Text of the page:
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Published 25 March 2013 14:39, Updated 25 March 2013 15:10
Sacred site: For many Australians, a home without a backyard is a compromise best avoided if possible. Photo: Michel O’Sullivan
A few years ago I found myself sitting on the floor of a very small apartment in a very large (by Australian standards) high-rise on the north shore of Sydney. A group of 20-something males – well-educated, professional and highly ambitious – were gathered around discussing who among their peers was about to get married, go on holidays or, even more importantly, buy their first bit of real estate.
The host had bought the apartment we were sitting in with his fiancée. Apartment living suited them at the time but he could see himself moving into a traditional home as soon as they started planning for their first child. “Without a backyard, your kids will become fat retards,” he said. His mates agreed.
It was crass way of expressing a deep-rooted belief that remains at the heart of our national aversion to medium-density housing – that apartment living means a reduced lifestyle. Even a tiny courtyard is preferable to nothing.
The backyard, however small, remains stubbornly fixed to our concept of the great Australian lifestyle. In a report we did on Australian identity a few years ago, the “end of the backyard” was a topic of conversation across groups as they pondered the end of Australia’s status as “the lucky country”. While participants were getting their heads around the medium-density concept, it was a reluctant compromise, an option embraced only because they considered it the only affordable route to home ownership.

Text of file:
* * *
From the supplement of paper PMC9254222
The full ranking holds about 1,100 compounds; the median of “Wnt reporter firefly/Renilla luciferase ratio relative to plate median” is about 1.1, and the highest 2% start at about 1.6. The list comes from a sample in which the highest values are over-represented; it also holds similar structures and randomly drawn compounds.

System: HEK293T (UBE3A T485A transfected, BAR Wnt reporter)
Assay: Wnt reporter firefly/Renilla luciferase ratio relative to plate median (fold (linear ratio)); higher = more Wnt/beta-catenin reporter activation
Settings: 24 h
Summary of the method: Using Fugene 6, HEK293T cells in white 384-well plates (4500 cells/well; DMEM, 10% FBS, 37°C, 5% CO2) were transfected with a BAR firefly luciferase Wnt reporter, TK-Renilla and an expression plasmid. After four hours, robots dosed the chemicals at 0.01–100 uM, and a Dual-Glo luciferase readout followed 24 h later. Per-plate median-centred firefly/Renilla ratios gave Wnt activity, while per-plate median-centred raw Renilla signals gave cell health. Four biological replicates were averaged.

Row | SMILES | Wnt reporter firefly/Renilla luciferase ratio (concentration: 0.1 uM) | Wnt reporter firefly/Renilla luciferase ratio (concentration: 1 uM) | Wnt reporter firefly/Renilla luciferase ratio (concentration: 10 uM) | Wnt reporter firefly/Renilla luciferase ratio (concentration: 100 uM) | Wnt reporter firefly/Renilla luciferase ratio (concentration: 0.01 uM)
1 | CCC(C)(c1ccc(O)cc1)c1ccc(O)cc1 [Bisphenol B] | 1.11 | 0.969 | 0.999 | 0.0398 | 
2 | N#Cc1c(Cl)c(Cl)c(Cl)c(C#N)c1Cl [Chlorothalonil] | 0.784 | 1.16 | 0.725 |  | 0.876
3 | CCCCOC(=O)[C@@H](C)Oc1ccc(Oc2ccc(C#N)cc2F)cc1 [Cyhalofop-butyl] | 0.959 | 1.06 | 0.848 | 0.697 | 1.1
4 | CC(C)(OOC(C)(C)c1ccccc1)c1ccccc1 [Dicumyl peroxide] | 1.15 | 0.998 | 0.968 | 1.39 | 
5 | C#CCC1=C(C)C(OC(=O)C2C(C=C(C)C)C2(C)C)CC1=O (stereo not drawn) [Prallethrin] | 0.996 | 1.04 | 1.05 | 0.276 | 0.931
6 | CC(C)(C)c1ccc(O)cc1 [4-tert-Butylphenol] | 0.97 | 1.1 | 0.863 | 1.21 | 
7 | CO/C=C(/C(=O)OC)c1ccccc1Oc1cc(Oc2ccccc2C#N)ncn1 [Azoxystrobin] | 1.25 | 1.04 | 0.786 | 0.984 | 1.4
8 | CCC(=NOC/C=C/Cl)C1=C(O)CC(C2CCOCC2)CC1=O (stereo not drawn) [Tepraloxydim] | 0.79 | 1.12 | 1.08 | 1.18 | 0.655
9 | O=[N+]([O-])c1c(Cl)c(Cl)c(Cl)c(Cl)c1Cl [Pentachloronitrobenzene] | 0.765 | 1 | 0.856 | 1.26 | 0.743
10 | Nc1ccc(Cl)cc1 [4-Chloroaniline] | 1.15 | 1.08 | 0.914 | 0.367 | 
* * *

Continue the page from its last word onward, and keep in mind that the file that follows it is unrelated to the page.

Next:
There were still plenty of negative comments about apartment living. “I could never live in a place where you walk down a hallway and there are 20 or 30 people you share that floor with; like a hotel. I like my space and I like my backyard.” “We still have yards. In most countries people don’t have a yard. The houses are all stacked on top of each other and the yard is the park down the street. Yuck.”
Hence the hubbub over the NSW government’s plan for eight “urban activation precincts” across Sydney – North Ryde, Macquarie Park, Epping, Wentworth Point, Homebush, Mascot, Anzac Parade South, and Randwick. Some of these areas are close to universities struggling to provide housing for their students and have been earmarked for high-rise apartment blocks up to 30 storeys tall. “Yuck”, some (existing residents) might say. “Yeah”, might be the retort from those desperate to find affordable housing options in those areas
The desire for home-ownership will slowly but surely trump the desire for a “traditional home”. Young Australians are already proving to be somewhat flexible and pragmatic about what they can afford and already see the benefits of apartment living as low maintenance and potentially closer to infrastructure.
And yet the onus remains on governments to create infrastructure around these developments, particularly communal and green spaces. It’s also up to property developers to come up with innovative and enticing apartment living options that combat irrational fears about apartment living.